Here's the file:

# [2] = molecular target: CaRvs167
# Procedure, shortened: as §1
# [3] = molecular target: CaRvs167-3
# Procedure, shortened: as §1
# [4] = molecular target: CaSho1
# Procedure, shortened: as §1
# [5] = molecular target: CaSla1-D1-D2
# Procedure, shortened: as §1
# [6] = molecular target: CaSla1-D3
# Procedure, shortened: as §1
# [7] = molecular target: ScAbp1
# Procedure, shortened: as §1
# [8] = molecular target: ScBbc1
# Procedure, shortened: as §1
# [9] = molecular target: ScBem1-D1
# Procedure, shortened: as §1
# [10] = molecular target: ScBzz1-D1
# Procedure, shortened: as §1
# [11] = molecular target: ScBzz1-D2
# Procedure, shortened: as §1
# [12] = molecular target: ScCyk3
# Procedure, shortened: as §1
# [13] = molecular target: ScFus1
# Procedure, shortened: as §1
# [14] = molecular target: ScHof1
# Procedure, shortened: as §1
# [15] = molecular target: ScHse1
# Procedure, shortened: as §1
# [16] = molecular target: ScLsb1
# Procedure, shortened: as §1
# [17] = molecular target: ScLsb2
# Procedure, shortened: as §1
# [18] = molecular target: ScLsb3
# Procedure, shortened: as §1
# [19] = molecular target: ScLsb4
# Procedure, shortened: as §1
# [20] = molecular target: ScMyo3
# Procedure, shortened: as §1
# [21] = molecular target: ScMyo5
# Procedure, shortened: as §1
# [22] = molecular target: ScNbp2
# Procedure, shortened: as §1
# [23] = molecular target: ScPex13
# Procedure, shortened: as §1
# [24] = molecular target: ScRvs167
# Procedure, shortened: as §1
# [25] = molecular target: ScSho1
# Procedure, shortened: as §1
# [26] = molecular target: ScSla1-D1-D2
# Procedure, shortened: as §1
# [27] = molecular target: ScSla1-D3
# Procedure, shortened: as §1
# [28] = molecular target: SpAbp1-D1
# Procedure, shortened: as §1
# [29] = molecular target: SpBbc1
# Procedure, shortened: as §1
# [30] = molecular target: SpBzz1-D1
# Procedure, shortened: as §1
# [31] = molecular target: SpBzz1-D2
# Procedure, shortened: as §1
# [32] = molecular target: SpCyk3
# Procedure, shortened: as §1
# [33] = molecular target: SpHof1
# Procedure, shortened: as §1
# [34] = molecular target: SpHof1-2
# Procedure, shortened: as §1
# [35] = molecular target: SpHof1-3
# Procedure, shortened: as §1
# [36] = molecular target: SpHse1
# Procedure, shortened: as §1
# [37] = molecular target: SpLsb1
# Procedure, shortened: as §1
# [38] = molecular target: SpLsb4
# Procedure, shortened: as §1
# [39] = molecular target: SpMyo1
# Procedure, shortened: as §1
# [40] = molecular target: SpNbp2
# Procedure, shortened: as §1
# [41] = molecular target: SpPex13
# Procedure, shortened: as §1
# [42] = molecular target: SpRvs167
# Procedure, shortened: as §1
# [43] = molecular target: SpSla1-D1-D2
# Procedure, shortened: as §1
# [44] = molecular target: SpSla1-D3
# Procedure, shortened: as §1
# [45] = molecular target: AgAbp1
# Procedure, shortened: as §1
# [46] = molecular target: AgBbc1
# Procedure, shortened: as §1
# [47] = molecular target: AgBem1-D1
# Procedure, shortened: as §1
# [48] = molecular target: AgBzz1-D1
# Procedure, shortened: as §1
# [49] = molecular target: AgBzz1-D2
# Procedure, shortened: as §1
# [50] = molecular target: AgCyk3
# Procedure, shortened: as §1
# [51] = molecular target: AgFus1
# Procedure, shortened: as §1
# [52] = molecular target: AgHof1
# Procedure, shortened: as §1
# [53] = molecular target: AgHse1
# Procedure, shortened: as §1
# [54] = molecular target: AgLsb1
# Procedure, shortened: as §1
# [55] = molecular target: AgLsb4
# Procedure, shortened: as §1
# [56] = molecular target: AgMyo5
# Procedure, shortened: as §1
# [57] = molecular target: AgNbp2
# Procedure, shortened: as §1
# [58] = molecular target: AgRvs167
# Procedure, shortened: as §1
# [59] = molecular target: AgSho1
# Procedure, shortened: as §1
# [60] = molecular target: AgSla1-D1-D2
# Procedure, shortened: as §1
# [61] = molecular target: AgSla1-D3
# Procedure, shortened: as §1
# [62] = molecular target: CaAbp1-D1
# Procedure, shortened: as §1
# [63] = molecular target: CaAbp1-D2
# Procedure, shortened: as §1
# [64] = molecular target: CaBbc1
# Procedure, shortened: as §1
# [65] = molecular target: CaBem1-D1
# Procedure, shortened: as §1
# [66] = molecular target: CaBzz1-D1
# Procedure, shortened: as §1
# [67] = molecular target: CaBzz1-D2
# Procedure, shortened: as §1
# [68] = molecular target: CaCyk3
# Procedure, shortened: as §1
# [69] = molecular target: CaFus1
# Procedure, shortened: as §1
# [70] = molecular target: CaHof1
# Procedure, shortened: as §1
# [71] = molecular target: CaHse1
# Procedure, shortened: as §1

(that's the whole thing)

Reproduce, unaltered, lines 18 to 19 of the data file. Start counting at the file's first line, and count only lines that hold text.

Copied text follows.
# Procedure, shortened: as §1
# [11] = molecular target: ScBzz1-D2